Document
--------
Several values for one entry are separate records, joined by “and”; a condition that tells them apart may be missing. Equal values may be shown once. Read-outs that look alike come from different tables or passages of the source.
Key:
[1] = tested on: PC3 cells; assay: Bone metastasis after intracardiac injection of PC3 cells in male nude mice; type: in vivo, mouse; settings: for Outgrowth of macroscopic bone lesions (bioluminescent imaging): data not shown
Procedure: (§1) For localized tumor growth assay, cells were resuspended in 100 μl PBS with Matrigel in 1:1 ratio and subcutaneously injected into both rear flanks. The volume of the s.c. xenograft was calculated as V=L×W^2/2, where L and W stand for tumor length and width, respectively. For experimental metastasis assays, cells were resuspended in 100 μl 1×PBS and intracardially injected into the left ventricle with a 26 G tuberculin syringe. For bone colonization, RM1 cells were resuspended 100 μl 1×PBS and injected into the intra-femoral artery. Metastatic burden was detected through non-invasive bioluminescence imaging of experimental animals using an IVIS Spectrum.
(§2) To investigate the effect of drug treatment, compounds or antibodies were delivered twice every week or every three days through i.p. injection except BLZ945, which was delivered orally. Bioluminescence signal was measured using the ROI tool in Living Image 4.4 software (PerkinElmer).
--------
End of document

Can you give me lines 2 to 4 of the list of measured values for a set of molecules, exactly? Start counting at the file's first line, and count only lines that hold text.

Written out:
Key:
[1] = tested on: PC3 cells; assay: Bone metastasis after intracardiac injection of PC3 cells in male nude mice; type: in vivo, mouse; settings: for Outgrowth of macroscopic bone lesions (bioluminescent imaging): data not shown
Procedure: (§1) For localized tumor growth assay, cells were resuspended in 100 μl PBS with Matrigel in 1:1 ratio and subcutaneously injected into both rear flanks. The volume of the s.c. xenograft was calculated as V=L×W^2/2, where L and W stand for tumor length and width, respectively. For experimental metastasis assays, cells were resuspended in 100 μl 1×PBS and intracardially injected into the left ventricle with a 26 G tuberculin syringe. For bone colonization, RM1 cells were resuspended 100 μl 1×PBS and injected into the intra-femoral artery. Metastatic burden was detected through non-invasive bioluminescence imaging of experimental animals using an IVIS Spectrum.